Feeding a baby using the BLW method can be beneficial, but purees are not bad to feed a baby. The good news is that either of these feeding methods or a combination can be the best way for your family. Learn more about purees vs baby led weaning to see which one is right for your family!

Often parents may start with purees and then add in BLW methods. Or parents may start doing both ways of feeding at the same time. 

There are a few concerns with the traditional feeding approach. These include a lack of variety in texture for the infant and how easy it is to overfeed them.

Spoon feeding purees doesn’t always allow for the infant to self-regulate. With a lack of variety and texture the infant’s acceptance of new foods may be limited. 

Benefits of Baby Led Weaning

There are things to consider when choosing the BLW method, but in my opinion most of the pros outweigh the cons. Especially when parents are aware of what to be cautious of when using the BLW approach.

We personally loved introducing solids through BLW and I have a whole post about the benefits of baby-led weaning, but here is a general recap of many of the benefits to baby led weaning.

Baby led weaning allows the baby to have autonomy to feed himself. This combines with another feeding method called the Division of Responsibility.

Using skills taught in these specific feeding methods, a valuable foundation is being laid for the infant’s whole life. These feeding methods help increase health outcomes and protect the intuitive eating skills that babies are naturally born with. 

Another benefit is that BLW can be cheaper. Money is no longer spent on baby food jars, special baby food blenders, or hordes of infant spoons. 

Baby led weaning can be easier than the traditional feeding approach. No need to spend time pureeing a variety of food and storing it in your freezer. Often what the family is already eating can be modified or given to your baby.

BLW allows the whole family to eat meals together. No one has to sit and spoon feed baby and miss out on eating their own hot meal! 

Another huge benefit is that your baby gets to see healthy role modeling with food. During family meals, your baby gets to see all the members of the family eating and enjoying food!

All these benefits are great, but it’s helpful to be aware of the concerns that parents may have about baby led weaning. 

Baby-Led Weaning Concerns

Choking is one of the biggest concerns people have when considering using baby led weaning. However, after looking into the research done on BLW, many of those fears can be put to rest.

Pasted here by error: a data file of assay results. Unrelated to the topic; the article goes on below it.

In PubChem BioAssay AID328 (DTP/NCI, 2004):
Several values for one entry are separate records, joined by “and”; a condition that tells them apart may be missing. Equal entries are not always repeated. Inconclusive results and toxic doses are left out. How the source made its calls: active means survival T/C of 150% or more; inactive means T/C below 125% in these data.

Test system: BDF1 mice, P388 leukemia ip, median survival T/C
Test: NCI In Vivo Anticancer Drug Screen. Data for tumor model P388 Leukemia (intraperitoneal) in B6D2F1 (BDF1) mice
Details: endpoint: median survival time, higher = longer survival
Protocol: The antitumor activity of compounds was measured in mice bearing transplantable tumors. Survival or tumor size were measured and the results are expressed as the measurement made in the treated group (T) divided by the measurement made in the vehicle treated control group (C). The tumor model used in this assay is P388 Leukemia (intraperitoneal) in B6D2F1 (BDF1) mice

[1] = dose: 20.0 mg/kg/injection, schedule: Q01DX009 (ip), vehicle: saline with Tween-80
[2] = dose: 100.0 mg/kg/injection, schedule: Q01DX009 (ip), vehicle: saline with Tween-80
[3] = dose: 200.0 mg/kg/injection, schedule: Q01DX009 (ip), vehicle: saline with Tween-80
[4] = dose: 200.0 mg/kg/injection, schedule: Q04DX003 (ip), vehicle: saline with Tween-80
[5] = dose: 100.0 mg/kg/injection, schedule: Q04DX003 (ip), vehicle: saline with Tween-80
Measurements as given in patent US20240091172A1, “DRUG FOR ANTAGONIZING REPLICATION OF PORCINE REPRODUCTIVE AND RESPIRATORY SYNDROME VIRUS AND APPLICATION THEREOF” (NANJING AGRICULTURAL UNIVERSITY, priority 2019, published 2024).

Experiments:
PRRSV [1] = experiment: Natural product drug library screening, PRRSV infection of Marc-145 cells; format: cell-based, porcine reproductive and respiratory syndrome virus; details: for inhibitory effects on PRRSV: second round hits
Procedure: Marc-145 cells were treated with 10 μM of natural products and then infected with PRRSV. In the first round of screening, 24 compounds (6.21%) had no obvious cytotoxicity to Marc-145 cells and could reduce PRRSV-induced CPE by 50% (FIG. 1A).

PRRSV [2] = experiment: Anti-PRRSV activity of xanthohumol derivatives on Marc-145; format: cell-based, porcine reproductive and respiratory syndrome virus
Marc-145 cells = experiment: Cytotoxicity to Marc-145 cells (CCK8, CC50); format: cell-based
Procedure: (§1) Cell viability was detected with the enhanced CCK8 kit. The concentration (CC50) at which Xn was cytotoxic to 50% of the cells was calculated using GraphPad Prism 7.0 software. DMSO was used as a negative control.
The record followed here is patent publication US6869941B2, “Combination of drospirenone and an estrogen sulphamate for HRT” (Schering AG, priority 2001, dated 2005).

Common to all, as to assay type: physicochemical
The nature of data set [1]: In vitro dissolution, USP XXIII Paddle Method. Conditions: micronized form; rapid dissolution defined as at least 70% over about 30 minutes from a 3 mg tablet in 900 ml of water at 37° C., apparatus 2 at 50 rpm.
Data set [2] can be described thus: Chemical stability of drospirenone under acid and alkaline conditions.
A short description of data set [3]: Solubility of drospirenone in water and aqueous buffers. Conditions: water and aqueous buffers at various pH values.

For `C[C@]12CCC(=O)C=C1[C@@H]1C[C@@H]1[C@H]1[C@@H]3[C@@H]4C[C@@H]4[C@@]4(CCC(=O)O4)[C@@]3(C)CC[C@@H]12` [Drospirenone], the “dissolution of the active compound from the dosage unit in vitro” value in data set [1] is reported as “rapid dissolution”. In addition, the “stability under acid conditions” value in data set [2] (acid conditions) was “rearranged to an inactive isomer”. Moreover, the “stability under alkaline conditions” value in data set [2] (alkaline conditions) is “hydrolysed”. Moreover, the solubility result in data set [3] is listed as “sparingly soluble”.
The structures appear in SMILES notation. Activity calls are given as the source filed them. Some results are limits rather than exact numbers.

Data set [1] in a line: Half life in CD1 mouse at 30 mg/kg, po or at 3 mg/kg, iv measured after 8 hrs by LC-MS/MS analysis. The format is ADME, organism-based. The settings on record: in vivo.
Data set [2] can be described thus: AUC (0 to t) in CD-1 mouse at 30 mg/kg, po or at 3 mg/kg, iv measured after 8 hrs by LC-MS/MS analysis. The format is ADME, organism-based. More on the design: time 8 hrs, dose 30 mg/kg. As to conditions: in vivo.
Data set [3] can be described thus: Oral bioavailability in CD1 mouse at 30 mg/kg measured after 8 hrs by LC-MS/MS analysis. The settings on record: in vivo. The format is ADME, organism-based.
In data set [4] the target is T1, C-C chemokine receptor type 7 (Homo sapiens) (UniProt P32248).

In a review of BLW research, none of the studies that were looked at were able to find a significant difference in choking instances in the BLW and traditional feeding groups that were studied.

In 2016 the AAP published a study also looking at the risk of choking in baby led weaning infants compared to traditionally fed infants. They were not able to establish a greater risk of choking for BLW infants compared to traditionally fed infants. 

It is important to note that several infants in the AAP study had a choking incident. Choking is a concern to be aware of when feeding an infant. It just wasn’t any greater of a risk in BLW infants than traditionally fed infants.

Gagging can be a normal response for infants to have when starting solids. However, it can be hard for parents to distinguish the difference between gagging and choking.

Make yourself familiar with signs of choking and gagging, what to look for, and how to respond. This is where that CPR class would be beneficial to parents starting solid foods!

There are certain foods that should be avoided due to choking risks. Check out this list of choking hazards to know what to avoid.

Baby-Led Weaning Starter Foods

So you’ve read all about the benefits of BLW and you want to start planning what foods to start your baby off with! Many parents want to be sure their baby has the best nutrition possible for better health outcomes in the long run.

Once your baby has tried and tolerated a few different food items, consider meals for your baby to include 2 to 3 food items. In order to gain the most nutrition from the food you offer, try to include at least one high-iron food, one high-calorie food, and one fruit or vegetable. 

High-iron foods that would be great for an infant to start with include: smashed beans; tender, finger length pieces of meat, poultry, or fish; hardboiled or scrambled egg; and tofu. 

High calorie foods that would work well for BLW infants include: avocado, cheese, creamy nut butter, banana, and whole fat yogurt.

Baby led weaning can be a great way to introduce your infant to loving a variety of healthy food. Have fun with this stage of development!

Amy Motroni